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StandYourGround

Missouri’s Stand Your Ground Law

Owning a firearm is a big responsibility, and if you don’t know the law behind protecting yourself and others, you could land yourself in some serious legal hot water. Here in Missouri, if you have the right to be in a specific location, you have the right to defend yourself or anyone else in serious danger. As a gun owner, the responsibility to know and understand the law falls on your shoulders. If you are interested in becoming a gun owner or want to learn more about how you can stay legally safe while protecting yourself and others, schedule an appointment with one of our legal experts here at The Lowry Law Firm today.

The Importance of Stand Your Ground Laws

Stand your ground laws serve a very important purpose in states that allow them. Generally, stand your ground laws give people the legal right to defend themselves and anyone else who is in mortal danger as long as they have a legal right to be in the area. We’ve all heard the old adage that the only way to stop a bad guy with a gun is a good guy with a gun, and in many cases, that is very true. We’ve all heard the stories of mass shooters being taken down by well-trained and well-prepared good citizens. These miracles wouldn’t be possible without common sense stand your ground laws. Missouri has worked hard to preserve the rights of responsible gun owners, but to defend yourself and others without fear of repercussions, you need to know the ins and outs of the law.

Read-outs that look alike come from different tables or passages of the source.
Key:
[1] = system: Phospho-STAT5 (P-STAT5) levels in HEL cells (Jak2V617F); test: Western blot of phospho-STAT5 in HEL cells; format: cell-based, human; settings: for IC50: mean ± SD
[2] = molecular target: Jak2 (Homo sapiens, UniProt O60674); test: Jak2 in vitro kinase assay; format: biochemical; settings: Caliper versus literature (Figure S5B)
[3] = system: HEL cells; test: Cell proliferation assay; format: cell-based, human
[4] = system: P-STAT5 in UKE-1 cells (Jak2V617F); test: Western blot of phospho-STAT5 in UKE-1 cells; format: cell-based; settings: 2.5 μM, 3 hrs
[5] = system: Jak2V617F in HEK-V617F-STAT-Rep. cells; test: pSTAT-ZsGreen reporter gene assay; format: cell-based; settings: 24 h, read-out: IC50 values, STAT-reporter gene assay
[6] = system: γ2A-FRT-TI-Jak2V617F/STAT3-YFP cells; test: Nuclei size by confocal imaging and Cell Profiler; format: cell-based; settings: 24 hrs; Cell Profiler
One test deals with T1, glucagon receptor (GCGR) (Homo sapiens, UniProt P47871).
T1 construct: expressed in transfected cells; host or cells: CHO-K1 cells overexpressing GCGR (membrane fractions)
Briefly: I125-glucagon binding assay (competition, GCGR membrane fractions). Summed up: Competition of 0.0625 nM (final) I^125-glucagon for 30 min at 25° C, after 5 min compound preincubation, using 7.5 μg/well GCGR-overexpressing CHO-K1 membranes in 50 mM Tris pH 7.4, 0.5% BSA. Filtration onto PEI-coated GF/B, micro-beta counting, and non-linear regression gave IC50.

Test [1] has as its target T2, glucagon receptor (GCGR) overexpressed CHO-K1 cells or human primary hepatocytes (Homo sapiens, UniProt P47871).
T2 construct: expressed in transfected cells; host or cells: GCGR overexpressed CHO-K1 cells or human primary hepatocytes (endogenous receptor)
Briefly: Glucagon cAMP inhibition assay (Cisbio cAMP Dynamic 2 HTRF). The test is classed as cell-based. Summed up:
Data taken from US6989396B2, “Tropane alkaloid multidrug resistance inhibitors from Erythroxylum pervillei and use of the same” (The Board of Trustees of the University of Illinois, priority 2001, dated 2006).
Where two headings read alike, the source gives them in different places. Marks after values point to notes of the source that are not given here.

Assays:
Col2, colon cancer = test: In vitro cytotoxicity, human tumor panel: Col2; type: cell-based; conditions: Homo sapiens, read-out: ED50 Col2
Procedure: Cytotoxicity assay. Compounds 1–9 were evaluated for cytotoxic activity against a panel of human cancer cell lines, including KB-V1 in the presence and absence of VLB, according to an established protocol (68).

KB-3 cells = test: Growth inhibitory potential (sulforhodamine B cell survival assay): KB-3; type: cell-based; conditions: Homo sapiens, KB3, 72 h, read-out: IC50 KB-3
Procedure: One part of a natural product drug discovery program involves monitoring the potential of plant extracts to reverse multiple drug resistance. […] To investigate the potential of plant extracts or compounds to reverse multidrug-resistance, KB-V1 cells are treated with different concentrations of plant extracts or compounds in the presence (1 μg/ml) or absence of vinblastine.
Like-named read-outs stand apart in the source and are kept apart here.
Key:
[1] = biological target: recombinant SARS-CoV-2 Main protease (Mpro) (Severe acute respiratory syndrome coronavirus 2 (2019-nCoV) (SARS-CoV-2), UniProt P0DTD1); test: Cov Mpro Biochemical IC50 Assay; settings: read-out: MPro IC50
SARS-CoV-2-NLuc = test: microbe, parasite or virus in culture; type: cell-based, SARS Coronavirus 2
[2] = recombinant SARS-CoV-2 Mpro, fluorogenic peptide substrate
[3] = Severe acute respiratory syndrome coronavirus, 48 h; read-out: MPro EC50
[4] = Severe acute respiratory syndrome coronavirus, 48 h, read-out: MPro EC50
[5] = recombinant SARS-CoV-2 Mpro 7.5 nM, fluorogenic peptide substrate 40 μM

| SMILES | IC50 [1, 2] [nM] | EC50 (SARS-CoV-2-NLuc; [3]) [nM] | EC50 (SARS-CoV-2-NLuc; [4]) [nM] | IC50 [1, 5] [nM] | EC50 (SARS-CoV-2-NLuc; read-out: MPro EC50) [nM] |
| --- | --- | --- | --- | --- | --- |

The Word of The Law In Missouri

If you live in Missouri and own a firearm, essentially, you have the legal right to defend yourself and anyone else in serious danger with force as long as you have a legal right to be in that specific location. This should come as no surprise, but stand your ground laws may not apply if you are committing a crime. That means that if you are committing crime, if you use any force to defend yourself or help other people, you may not be legally protected to do so.
As of 2016, Missouri required gun owners to have a “duty to retreat” but with the passing of Senate Bill 656, law-abiding citizens now have full rights to stand their ground in the face of danger. That doesn’t mean that as a rule-following gun owner that you can brandish your weapon for petty crimes. To ensure you are justified in using deadly force, you need to reasonably believe it is necessary to protect yourself or another from death, serious physical injury, or a forcible felony. Ultimately, if you have used force to protect yourself or anyone else in danger, the responsibility then falls on the government to prove beyond a reasonable doubt that you did not act in legal self-defense.
If you have been involved in an altercation where you had to stand your ground and utilize self-defense, we can help keep you safe. Contact our expert legal team today to make sure that you are fully protected and safe from any potential legal turmoil.

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